Ellaria’s desire for vengeance is an extreme departure from her book counterpart, whom after witnessing the horrific death of the love of her life gives a powerful speech to the Sand Snakes where she preaches for peace:
“Oberyn wanted vengeance for Elia. Now the three of you want vengeance for him. I have four daughters, I remind you. Your sisters. My Elia is fourteen, almost a woman. Obella is twelve, on the brink of maidenhood. They worship you, as Dorea and Loreza worship them. If you should die, must Elia and Obella seek vengeance for you, then Dorea and Loreza for them? Is that how it goes, round and round forever? I ask again, where does it end? I saw your father die. Here is his killer. Can I take a skull to bed with me, to give me comfort in the night? Will it make me laugh, write me songs, care for me when I am old and sick?”
The show has received criticism in the past for its seeming inability to separate the strength of a woman from her actual physical strength or willingness to participate in violence. But there is strength in choosing peace. As the only person in the family to actually watch Oberyn die so horrifically before her, Ellaria has been forced to mature in a way the younger girls aren’t ready to understand. Their youth makes them feel invincible to defeat, but like Doran, Ellaria has seen enough to understand that seeking peace for the living is more important than seeking vengeance for the dead.
The Sand Snakes’ desire for vengeance is born out of heartbreak and immaturity, but despite this, unlike so many other Westerosi houses, the Martells never lose their basic sense of morality. The Martells have a sense of civilized human decency that a person like Cersei Lannister can’t even believe still exists. When Oberyn tells her that they would never harm Myrcella, he means it. It’s unfathomable to the Martells to think of hurting a child. Even when Prince Oberyn explains to the Sand Snakes that Cersei plans to have his young son Trystane killed on the way to King’s Landing, they are horrified, saying that Cersei “must be mad,” to plan something so “monstrous” when Trystane is “just a boy.”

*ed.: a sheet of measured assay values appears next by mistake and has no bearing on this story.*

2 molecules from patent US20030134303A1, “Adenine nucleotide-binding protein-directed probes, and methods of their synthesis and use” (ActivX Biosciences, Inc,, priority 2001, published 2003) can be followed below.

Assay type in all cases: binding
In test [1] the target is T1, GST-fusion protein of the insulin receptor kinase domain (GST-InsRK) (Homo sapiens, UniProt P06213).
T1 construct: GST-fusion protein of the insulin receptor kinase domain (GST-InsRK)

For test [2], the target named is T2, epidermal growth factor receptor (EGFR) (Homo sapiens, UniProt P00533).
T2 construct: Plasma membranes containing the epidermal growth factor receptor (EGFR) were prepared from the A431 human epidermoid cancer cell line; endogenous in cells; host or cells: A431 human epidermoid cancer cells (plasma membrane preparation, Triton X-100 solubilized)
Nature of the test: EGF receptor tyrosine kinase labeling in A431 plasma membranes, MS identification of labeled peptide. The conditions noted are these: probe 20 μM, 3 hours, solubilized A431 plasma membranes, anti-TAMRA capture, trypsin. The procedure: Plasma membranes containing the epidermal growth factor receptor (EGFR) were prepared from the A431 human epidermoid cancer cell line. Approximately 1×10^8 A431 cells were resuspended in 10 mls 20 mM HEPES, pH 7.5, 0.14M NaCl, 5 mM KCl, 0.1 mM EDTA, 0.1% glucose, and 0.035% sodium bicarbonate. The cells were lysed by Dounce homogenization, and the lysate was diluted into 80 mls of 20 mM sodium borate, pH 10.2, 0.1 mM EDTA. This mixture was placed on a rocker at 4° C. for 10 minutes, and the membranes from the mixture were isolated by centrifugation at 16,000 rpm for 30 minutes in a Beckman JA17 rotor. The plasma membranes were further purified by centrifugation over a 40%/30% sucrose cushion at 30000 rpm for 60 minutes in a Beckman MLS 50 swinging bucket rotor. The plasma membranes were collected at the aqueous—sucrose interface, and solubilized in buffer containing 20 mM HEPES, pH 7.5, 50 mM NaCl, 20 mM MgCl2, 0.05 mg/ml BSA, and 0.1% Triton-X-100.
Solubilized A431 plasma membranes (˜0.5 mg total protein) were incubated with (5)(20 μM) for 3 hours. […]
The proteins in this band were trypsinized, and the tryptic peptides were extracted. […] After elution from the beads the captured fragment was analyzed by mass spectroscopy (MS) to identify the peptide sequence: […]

Even when seeking vengeance for Oberyn, the Sand Snakes and Arianne keep in mind the importance of protecting Myrcella, who is just a child. They want to use her as a means for manipulation into getting what they want, but in their naive outlook on the world, they believe their plans will keep her safe and happy in their protection.
This is in direct contrast to Game of Thrones’ portrayal of Ellaria Sand, who asks Prince Doran to give her Myrcella so that she can torture her, sending her back to Cersei piece by piece. Her comments are eerily reminiscent of Ramsay Snow’s sadistic behavior, and sounds frighteningly out of character for the sane Martells.